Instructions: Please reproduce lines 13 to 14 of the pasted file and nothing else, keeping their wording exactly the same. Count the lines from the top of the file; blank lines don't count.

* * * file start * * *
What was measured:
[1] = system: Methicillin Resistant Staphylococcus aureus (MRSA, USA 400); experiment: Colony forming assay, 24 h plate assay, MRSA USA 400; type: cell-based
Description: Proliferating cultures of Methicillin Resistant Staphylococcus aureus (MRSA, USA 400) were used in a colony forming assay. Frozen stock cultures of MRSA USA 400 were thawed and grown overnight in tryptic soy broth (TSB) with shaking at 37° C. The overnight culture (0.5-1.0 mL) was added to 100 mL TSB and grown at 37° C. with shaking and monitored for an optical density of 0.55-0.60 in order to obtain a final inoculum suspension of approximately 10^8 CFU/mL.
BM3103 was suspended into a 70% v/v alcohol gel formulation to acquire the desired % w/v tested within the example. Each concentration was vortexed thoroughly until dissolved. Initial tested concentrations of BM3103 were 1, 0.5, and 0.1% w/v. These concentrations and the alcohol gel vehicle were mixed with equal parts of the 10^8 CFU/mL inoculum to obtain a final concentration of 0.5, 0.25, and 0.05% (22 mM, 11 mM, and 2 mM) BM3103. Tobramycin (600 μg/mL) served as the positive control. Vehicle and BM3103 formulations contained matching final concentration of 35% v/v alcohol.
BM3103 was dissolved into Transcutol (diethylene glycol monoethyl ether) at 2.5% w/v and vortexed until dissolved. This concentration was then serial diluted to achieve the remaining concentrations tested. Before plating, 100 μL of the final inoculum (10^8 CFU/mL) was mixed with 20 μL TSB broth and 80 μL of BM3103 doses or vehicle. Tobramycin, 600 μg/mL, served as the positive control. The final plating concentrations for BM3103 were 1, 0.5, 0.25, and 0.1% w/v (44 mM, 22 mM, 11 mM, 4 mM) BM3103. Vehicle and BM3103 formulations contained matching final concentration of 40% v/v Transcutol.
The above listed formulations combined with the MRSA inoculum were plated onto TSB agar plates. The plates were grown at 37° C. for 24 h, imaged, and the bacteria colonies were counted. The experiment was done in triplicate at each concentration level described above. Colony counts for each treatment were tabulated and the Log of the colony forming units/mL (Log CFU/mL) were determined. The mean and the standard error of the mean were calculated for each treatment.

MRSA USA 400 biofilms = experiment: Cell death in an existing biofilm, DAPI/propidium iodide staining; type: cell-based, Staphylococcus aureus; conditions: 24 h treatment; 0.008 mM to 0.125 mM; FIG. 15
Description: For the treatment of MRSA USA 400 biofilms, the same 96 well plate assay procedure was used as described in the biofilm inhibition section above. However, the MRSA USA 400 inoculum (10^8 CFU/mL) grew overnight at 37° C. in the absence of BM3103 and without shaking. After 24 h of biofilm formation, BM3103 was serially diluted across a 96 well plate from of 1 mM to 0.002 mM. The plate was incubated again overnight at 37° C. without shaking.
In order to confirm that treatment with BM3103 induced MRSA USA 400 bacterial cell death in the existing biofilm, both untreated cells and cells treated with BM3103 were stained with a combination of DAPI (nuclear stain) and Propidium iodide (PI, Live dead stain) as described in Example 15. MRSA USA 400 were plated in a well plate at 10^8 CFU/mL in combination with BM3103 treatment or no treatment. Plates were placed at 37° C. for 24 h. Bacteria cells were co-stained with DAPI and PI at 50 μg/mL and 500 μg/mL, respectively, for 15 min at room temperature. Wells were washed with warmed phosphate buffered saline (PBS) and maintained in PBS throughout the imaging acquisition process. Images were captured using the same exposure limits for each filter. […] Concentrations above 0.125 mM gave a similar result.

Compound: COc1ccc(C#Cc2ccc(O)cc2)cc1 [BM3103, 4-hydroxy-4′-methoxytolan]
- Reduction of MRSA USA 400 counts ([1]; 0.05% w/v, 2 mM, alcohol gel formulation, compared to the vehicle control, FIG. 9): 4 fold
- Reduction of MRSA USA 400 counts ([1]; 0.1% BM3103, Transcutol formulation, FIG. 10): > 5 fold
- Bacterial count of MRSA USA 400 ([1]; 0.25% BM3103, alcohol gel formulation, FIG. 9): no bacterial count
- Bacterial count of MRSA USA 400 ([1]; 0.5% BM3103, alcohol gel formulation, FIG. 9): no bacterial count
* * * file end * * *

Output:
- Bacterial count of MRSA USA 400 ([1]; 0.25% BM3103, alcohol gel formulation, FIG. 9): no bacterial count
- Bacterial count of MRSA USA 400 ([1]; 0.5% BM3103, alcohol gel formulation, FIG. 9): no bacterial count